Crude-oil futures headed modestly higher on Friday but were on pace to halt a streak of six weekly gains, as worries about oversupply, combined with fears of a resurgence of the coronavirus in the U.S., knocked crude values down.
“Should the spike in Covid-19 cases in some US states gather momentum and derail the economic recovery, that could clear the path towards lower prices for crude,” wrote Han Tan, market analyst at FXTM, in a Friday research note.
West Texas Intermediate crude for July delivery, the U.S. benchmark, edge up 17 cents, or 0.5%, at $36.51 a barrel, after the contract tumbled 8.2% on Thursday to mark its sharpest one-day fall since April 27 with the lowest settlement since June 1, according to Dow Jones Market Data.
Global benchmark Brent oil for August delivery picked up 32 cents, or 0.8%, at $38.87 a barrel on ICE Futures Europe, following a 7.6% plunge, its steepest such slide since April 21, that also took it to its lowest level since June 1.
For the week, WTI is poised for a weekly slide of 7.5%, while Brent was looking at a decline of 8%.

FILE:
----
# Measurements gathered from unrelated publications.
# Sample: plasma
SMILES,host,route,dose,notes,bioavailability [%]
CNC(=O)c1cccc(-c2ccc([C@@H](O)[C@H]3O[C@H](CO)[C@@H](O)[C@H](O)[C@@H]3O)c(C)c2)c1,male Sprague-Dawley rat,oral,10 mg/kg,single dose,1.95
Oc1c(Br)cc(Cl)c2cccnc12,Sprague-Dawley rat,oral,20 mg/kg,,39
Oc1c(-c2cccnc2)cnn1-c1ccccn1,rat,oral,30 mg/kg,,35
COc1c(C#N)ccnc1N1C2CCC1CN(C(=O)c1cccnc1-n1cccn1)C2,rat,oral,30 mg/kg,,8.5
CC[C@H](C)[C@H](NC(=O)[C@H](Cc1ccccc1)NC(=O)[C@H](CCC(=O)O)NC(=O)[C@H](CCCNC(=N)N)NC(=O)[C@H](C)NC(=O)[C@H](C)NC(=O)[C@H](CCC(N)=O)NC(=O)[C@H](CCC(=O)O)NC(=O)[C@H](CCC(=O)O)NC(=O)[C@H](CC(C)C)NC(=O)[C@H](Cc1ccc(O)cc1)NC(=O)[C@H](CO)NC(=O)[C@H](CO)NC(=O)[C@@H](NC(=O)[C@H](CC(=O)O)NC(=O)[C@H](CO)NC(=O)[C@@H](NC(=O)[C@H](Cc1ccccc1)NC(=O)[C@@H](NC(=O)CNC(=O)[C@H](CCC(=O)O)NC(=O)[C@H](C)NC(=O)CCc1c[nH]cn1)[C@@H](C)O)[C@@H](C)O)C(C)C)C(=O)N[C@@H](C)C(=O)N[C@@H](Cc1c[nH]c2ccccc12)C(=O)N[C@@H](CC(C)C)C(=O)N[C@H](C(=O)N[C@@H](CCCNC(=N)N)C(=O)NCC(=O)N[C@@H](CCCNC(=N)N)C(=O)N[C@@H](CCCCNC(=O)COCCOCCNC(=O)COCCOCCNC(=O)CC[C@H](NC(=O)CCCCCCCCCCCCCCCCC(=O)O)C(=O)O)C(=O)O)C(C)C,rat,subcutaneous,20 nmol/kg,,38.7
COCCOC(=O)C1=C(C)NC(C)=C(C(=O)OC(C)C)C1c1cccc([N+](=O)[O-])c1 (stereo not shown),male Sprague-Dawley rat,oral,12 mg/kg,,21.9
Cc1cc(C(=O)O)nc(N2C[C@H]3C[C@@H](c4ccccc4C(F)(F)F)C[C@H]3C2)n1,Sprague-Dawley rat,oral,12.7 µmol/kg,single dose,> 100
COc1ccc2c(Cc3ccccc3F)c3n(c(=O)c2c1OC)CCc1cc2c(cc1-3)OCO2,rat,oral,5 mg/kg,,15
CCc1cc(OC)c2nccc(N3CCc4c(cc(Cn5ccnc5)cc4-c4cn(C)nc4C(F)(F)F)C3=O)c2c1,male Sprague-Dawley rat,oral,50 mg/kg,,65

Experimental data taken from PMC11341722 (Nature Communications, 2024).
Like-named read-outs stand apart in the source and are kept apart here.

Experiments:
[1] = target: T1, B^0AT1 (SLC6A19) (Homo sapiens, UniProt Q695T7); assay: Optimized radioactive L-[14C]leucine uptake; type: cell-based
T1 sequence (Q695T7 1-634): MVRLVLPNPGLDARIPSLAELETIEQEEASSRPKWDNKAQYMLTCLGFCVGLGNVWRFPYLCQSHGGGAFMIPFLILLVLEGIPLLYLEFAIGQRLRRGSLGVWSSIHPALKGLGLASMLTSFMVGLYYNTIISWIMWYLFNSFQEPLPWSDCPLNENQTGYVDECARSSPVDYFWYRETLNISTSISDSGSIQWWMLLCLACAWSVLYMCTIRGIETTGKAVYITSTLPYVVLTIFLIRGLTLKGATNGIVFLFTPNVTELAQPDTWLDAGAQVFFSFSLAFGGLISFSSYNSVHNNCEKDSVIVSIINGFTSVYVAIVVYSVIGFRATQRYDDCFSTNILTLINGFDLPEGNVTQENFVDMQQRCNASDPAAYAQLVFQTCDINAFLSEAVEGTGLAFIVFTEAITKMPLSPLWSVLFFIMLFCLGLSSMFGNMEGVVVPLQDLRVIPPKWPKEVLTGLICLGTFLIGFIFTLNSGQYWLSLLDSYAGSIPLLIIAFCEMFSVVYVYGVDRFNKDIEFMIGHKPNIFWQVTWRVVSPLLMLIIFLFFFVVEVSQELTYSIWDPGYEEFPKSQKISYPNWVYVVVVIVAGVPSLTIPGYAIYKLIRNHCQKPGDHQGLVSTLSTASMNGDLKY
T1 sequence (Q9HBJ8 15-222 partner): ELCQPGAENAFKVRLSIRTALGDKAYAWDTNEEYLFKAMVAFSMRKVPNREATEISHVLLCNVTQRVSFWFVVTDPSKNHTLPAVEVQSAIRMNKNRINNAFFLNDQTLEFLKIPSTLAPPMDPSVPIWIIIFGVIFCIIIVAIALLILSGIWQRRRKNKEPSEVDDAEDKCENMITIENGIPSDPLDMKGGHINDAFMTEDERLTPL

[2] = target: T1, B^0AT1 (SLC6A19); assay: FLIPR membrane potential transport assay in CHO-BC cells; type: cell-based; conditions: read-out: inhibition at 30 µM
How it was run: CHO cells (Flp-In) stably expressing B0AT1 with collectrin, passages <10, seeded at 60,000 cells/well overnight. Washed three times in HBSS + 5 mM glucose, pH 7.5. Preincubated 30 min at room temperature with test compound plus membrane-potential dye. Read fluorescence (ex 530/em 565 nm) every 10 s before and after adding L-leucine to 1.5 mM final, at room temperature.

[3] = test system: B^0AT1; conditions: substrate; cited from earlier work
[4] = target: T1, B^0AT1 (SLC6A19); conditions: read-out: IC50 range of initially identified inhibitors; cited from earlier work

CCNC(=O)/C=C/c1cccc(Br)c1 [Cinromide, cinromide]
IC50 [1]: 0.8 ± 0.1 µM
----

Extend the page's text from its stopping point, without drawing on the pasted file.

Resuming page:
A decline for either would represent the first since the week ended April 24, according to FactSet data.
Thursday’s “risk aversion in the markets prompted crude oil to unwind most of its month-to-date gains as it slipped below the psychologically important $35/bbl level before retracing,” Tan wrote.
Worries about the outlook for the economy and consumer and business demand for energy in the aftermath of the COVID-19 pandemic have weighed on crude prices.
“Oil markets are looking past the recent extension to the OPEC+ supply cuts, as demand-side uncertainties return to the fore,” the FXTM analyst said.
Indeed, the International Monetary Fund’s Gita Gopinath said that the global economy is recovering more slowly than expected and faces “significant scarring,” Bloomberg News reported.
Worries of a resurgence of the pandemic has added to recent concerns about the ability of the Organization of the Petroleum Exporting Countries and its allies, in a group known as OPEC+, to curtail global production by 9.7 million barrels a day through July.
Despite the worries, analysts at Barclays remain bullish on the outlook for the oil market, even if they expect the pace of recovery from the depths of oil’s rout in April to slow.
“As we mark to market our [second quarter] estimates and account for a potentially larger [second half] deficit, we raise our 2020 oil price forecasts by $4/b but remain cautious with respect to the curve over the near term,” wrote Amarpreet Singh, vice president of oil strategy at Barclays, in a late Thursday research note, referring to Brent oil.